On October 10, 2002 Ariel Cohen, Ph.D., Research Fellow in Russian and Eurasian Studies, hosted Michael Bleyzer and Edilberto Segura, authors of the new Bleyzer Foundation book Completing the Economic Transition in FSU Countries,at the Heritage Foundation's Kathryn and Shelby Cullom Davis Institute for International Studies.
The Bleyzer Foundation is a non-government organization established to support successful transition of the former Soviet Union countries into democratic market-based economies. The Foundation provides assistance to developing countries in creating favorable market conditions, improving investment climates and ensuring sustainable economic growth.
Michael Bleyzer (left) and Edilberto Segura (right), along with
Heritage's Dr. Ariel Cohen (center), discuss their book at a
luncheon on October 10, 2002.
During the last ten years, the countries of the former Soviet Union (FSU) have been undergoing very difficult transitions from planned economies to free market economies. Although there have been different degrees of success, by and large this transition has been harder and more cumbersome than originally expected. In fact, most FSU countries are still struggling to implement the economic reforms that would either revive or maintain economic growth.
Given the current international scenery, including the threat of international terrorism, there is now a sense of urgency to complete the transition to market economies. Without clear economic recoveries, the decline in the standards of living experienced by these countries in the last ten years is bound to generate discontent and resentment against free market principles. This can generate economic and political instability, leaving their citizens to become easy targets for corruption and terrorism. Therefore, the international community should give the highest priority to helping these countries regain stability and improve the quality of life of their citizens.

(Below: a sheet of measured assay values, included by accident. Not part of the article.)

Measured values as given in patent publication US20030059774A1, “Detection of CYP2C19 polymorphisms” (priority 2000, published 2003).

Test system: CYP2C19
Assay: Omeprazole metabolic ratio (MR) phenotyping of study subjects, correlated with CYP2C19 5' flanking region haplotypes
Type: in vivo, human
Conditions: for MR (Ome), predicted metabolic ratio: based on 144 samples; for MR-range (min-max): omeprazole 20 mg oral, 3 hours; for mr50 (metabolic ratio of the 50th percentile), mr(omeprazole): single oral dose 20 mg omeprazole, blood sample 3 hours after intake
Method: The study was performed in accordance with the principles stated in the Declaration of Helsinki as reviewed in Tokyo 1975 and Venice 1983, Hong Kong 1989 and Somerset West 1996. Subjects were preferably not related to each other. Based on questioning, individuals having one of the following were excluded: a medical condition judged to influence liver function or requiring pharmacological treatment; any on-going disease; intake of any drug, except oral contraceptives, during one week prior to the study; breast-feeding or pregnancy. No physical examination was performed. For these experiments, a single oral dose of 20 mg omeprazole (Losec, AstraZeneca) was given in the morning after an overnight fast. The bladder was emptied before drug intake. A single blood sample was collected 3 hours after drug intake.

However, this is not an easy task. The completion of the transition to market economies by the FSU countries will be expensive. For example, studies indicate that the investment needed to recapitalize and modernize the FSU countries' productive capabilities over the next ten years may be as high as $800 billion.
Given low levels of domestic savings of the population and the limited capacity of domestic enterprises to internally generate funds, the most viable alternative for FSU countries to complete their transition to market economies is to accelerate their inflows of international private equity capital, and in particular, foreign direct investments (FDI).
FSU countries are receiving only a small fraction of their potential flow of FDI. All 15 FSU countries got only $50 billion in the ten years since independence. By comparison, only in 2000, other countries attracted large net FDI: China $38 billion; Brazil $33 billion; South Korea $9 billion; Mexico $13 billion, Poland $9 billion, Czech Republic $5 billion, Chile $4 billion.